Baldrick Lines had a LOT of tents and about 5-6 regiments in there.
We were issued with lots of horrible nylon ‘sandbags’. These were not the normal green sandbags you got that were quite long and had the string to tie them up with attached to them. These were small and you had to cut lengths of green string to tie them with.
As we had a section of Pioneers from Def Coy 1 (BR) Corps with us we got a very good grounding in the art of sandbagging and how to lay them correctly.
To this day whenever I see a war movie I ‘tut’ when I see sloppy sandbagging.
Anyway, what would happen is that each day a tipper or two would arrive in Baldrick Lines and dump their loads of sand in several locations.
We would then descend on these sand piles like locust armed with shovels and sandbags. These piles would be completely gone within hours and it became apparent then unless you had guys there ready, you’d dip out, so we stay on sandbag standby some days.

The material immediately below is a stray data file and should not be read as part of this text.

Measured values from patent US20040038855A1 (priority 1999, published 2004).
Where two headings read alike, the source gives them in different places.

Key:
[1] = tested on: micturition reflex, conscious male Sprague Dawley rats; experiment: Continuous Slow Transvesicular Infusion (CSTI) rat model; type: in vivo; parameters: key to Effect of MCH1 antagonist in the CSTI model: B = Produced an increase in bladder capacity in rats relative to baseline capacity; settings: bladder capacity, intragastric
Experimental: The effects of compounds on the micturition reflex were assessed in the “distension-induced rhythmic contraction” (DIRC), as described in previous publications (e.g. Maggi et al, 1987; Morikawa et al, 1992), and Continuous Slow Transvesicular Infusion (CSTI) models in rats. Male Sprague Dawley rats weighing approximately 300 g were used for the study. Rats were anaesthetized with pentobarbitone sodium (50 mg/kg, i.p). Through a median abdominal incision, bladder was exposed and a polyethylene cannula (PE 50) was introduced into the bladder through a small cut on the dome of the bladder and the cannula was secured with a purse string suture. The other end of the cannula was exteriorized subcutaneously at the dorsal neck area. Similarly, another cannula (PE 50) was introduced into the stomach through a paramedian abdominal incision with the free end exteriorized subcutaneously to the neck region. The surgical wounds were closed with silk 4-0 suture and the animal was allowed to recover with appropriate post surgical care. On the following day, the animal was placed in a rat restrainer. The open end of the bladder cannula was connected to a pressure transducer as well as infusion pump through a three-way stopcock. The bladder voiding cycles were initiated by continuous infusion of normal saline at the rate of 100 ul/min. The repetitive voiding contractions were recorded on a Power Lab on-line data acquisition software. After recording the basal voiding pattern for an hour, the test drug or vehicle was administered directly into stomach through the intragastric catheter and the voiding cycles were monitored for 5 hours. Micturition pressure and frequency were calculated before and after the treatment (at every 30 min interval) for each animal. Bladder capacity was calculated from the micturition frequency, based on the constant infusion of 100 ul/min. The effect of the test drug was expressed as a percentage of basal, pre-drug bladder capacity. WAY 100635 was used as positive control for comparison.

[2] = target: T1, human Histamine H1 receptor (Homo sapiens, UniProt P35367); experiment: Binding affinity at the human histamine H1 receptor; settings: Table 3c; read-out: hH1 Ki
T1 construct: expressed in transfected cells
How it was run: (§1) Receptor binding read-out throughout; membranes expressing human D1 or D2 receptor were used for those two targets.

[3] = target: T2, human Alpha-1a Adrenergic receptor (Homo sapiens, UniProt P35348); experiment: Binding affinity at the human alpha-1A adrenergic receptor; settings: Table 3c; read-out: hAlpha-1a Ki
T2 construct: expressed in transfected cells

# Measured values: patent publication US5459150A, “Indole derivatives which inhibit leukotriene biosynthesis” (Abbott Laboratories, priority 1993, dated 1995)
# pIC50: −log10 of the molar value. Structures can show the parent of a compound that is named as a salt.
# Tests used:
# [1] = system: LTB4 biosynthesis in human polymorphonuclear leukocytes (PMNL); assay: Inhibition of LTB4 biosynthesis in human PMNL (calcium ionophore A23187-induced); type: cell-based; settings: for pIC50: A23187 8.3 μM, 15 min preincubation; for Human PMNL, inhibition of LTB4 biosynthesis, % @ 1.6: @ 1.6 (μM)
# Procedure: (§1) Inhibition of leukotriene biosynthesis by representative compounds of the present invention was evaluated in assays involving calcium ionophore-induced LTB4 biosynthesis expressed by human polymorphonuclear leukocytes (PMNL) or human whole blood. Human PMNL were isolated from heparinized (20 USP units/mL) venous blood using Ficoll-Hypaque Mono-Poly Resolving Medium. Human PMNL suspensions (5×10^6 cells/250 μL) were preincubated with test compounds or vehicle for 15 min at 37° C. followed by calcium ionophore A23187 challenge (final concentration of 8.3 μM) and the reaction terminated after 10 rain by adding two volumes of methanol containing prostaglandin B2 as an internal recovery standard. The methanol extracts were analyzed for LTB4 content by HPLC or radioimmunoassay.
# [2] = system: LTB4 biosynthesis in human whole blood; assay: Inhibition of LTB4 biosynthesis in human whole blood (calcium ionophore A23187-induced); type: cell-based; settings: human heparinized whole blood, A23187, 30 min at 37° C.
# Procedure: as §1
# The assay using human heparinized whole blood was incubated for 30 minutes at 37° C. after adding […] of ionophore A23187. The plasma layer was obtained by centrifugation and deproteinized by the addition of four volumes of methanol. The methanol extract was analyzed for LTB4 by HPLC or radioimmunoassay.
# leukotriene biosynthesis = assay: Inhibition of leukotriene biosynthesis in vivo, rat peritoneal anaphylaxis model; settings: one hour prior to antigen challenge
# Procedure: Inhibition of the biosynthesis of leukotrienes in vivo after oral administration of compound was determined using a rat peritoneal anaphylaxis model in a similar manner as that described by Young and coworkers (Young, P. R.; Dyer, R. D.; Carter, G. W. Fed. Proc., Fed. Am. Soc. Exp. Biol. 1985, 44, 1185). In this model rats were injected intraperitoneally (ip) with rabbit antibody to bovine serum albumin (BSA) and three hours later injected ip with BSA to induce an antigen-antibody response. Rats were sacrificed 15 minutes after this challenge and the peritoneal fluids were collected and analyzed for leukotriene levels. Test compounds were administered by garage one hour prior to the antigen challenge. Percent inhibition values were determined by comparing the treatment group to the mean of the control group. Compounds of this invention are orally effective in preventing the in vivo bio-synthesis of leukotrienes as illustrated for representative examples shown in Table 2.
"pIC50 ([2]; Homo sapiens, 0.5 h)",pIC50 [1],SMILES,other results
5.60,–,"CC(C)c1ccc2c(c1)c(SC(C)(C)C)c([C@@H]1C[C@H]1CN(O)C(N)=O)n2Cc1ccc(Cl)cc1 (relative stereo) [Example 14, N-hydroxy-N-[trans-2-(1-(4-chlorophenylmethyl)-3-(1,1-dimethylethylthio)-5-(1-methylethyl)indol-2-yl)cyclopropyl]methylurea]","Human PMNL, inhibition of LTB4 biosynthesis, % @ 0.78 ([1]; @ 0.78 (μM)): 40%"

For about two weeks we’d be filling sandbags for a few hours a day until all our tents were protected and I was more than happy for us to finish as we’d cut our hands to sheds handling all the sand and working with all these rough nylon bags.
And some people bitch about Hesco!! You really don’t know how lucky you are.
They became so valuable that many units where possible would take their sandbags with them when they moved out of Baldrick Lines.

PICT0266.JPG

Before (note tables and chairs made from the 'borrowed' wood in my earlier dit)

PICT0188.JPG

Almost after, we still had a another layer or two to add.

PICT0168.JPG

Air raid shelter at the HQ FMA next to the port clearing house. This was an ISO container fully sandbagged up and with extra sheet steel added to the roof (see pallet on the ground) constructed by the Pioneers.
 
Last edited:
snip!